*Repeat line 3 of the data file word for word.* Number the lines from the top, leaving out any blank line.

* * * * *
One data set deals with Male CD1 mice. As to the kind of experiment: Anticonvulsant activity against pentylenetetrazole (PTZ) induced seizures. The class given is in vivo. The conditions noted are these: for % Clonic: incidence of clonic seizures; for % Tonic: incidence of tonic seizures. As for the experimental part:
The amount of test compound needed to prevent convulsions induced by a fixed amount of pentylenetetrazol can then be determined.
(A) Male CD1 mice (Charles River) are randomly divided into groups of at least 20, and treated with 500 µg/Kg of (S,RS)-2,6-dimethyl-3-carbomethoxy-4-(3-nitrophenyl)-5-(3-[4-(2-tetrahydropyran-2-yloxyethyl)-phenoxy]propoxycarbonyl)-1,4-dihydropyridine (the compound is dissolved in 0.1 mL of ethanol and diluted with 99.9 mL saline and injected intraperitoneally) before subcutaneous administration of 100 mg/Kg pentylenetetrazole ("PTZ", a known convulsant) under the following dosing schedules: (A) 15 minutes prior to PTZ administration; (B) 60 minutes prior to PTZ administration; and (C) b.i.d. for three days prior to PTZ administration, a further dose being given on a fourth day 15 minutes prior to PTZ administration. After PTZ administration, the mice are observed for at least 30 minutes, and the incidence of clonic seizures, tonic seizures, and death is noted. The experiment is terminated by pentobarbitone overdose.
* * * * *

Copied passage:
(A) Male CD1 mice (Charles River) are randomly divided into groups of at least 20, and treated with 500 µg/Kg of (S,RS)-2,6-dimethyl-3-carbomethoxy-4-(3-nitrophenyl)-5-(3-[4-(2-tetrahydropyran-2-yloxyethyl)-phenoxy]propoxycarbonyl)-1,4-dihydropyridine (the compound is dissolved in 0.1 mL of ethanol and diluted with 99.9 mL saline and injected intraperitoneally) before subcutaneous administration of 100 mg/Kg pentylenetetrazole ("PTZ", a known convulsant) under the following dosing schedules: (A) 15 minutes prior to PTZ administration; (B) 60 minutes prior to PTZ administration; and (C) b.i.d. for three days prior to PTZ administration, a further dose being given on a fourth day 15 minutes prior to PTZ administration. After PTZ administration, the mice are observed for at least 30 minutes, and the incidence of clonic seizures, tonic seizures, and death is noted. The experiment is terminated by pentobarbitone overdose.